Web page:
Constellation takes minority stake in ‘Breaking Bad’ actors’ Dos Hombres mezcal


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Dive Insight:

In days when celebrities often have side businesses, alcohol is getting to be a popular one. These brands not only carry the cachet of having famous names attached to them, but many of them also receive high marks from aficionados. This combination can look like a good investment for larger alcoholic beverage companies trying to profit in a changing market.

Sales of mezcal, a smoky, high-ABV spirit made from agave, have been growing in the United States. According to IWSR statistics cited by Constellation, the category grew 14% last year, and ultra-premium mezcal — costing more than $30 per bottle — is projected to be the largest and fastest-growing segment.

Because of the way it is made, almost all mezcal is considered to be a premium spirit. Some agaves used for the spirit need to mature to a certain age, and the process has been compared to that of making wine. Dos Hombres says its mezcal comes from a remote village in Oaxaca, Mexico, and is made from hand-selected espadín agave cooked in underground pit ovens, crushed in a round mill powered by a donkey, fermented for about a week with spring water and double distilled. The description of the process sounds like it has not changed in generations, providing a unique backstory.

But the celebrity angle also attracts drinkers to the brand. Cranston and Paul co-starred as an unlikely team of drug kingpins in the popular television series “Breaking Bad.” They started the mezcal brand as a way to continue their partnership after the show ended. 

Spirits in general are a good investment for alcoholic beverage makers, who are seeing sales of traditional beers erode as consumer preferences change. According to statistics from the Distilled Spirits Council of the United States, 2020 sales to suppliers rose 7.7% to be worth $31.2 billion. The spirits segment gained 1.3 percentage points in market share last year, and now is reponsible for 39.1% of total beverage alcohol sales.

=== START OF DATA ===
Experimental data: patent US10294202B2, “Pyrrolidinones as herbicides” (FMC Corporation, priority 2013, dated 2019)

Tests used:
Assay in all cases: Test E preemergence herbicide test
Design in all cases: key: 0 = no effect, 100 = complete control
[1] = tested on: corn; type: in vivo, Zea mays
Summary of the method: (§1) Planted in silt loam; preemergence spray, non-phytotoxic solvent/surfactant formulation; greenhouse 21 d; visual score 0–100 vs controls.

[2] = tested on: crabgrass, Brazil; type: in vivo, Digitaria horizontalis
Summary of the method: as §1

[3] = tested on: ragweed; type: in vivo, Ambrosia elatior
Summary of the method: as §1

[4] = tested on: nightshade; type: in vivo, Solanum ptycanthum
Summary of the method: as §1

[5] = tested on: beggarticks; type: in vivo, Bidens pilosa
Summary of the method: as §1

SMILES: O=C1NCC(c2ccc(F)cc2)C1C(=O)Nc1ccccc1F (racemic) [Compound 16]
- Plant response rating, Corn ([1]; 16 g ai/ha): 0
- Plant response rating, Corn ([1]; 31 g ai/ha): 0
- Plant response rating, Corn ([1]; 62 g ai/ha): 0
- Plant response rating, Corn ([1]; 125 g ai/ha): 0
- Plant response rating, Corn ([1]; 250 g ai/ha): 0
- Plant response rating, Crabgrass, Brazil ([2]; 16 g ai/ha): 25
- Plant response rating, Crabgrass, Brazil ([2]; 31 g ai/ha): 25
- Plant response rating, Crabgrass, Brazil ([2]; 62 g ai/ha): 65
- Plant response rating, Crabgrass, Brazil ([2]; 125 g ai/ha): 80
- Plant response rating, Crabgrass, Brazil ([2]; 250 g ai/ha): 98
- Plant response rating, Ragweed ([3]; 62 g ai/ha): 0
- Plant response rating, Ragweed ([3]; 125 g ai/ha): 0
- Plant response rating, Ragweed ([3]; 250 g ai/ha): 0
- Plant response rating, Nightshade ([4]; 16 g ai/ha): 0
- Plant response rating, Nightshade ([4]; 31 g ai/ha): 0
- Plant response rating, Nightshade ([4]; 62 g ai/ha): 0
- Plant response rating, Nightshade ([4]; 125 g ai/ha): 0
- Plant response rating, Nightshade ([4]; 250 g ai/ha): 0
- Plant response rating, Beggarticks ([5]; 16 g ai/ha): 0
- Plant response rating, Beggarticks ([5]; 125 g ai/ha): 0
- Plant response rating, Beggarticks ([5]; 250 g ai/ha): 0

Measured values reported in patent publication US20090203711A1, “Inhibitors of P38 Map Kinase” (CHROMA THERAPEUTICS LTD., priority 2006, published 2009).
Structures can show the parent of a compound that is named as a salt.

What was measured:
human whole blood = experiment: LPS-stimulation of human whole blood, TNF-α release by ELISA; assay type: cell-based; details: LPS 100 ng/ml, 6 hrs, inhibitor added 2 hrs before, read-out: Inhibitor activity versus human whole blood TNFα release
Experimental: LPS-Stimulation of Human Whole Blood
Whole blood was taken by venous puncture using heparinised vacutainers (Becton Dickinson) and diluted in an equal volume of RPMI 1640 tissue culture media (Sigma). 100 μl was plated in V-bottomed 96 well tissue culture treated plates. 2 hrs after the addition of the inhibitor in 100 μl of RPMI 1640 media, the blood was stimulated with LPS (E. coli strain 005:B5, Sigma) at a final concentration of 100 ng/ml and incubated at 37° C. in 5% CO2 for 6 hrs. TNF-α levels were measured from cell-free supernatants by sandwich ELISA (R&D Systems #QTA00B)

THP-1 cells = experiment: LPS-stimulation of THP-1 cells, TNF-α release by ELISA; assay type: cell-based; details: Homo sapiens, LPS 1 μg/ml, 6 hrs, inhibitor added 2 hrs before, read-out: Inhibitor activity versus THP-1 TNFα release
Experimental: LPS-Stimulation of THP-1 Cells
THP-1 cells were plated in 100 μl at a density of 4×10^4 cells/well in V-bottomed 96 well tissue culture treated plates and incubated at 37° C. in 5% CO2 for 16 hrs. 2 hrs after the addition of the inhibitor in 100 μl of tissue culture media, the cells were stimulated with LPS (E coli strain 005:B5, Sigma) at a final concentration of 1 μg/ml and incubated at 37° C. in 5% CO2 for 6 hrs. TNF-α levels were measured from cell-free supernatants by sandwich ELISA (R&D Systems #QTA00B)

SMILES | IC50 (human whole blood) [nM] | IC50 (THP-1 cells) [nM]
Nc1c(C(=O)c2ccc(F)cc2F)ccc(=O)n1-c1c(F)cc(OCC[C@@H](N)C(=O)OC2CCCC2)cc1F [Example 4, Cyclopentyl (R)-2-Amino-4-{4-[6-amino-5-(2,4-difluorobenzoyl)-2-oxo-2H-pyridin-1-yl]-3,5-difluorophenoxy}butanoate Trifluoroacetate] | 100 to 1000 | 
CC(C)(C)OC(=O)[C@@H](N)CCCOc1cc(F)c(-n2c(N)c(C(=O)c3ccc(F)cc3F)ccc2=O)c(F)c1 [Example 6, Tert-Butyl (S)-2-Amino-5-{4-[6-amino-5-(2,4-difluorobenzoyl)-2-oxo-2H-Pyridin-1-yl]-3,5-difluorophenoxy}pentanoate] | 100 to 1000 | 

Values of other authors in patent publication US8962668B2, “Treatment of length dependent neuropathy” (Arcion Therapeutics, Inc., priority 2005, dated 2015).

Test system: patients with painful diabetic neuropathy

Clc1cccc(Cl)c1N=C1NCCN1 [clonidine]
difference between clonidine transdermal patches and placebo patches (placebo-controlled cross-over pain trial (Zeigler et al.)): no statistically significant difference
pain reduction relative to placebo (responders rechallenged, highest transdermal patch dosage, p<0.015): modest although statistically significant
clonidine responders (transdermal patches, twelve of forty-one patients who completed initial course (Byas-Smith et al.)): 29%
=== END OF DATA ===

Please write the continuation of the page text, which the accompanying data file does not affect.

This investment makes sense for Constellation as a part of its premiumization strategy. The company has concentrated on divesting its less premium offerings — including several wine brands to E. & J. Gallo Winery for $1.1 billion and its Paul Masson Grande Amber Brandy brand to Sazerac for $255 million last year. Even with these divestitures, sales are doing well. According to the company’s most recent earnings report, sales increased about 2.2% compared to the year-ago period. Subtracting sales lost from divested brands, Constellation CEO William Newlands said in the April earnings call that the company’s wine and spirits portfolio grew 5% last year.

Constellation’s venture unit has been busy in the past couple years bringing trendy offerings into the company’s fold. Last month, it took a minority stake in Black-owned wine brand La Fete du Rosé as part of its Focus on Minority Founders initiative. La Fete du Rosé is targeted toward wine drinkers who aren’t the typical educated White female demographic, and the stake will help Constellation reach a wider variety of consumers. Constellation also took a minority stake in craft liquor maker Durham Distillery in 2019, establishing more of a presence in craft spirits. 

GlobalData beverages analyst Holly Inglis said in a written statement that Dos Hombres is a particularly interesting investment for Constellation, given that many consumers are looking to drink less alcohol. However, the brand’s celebrity ownership could provide an “easy win” for Constellation.

“In the long term, this has potential to highlight a shift in the alcoholic drinks market, which could see celebrities and large brands joining forces to create new, premium spirit ranges,” Inglis said.

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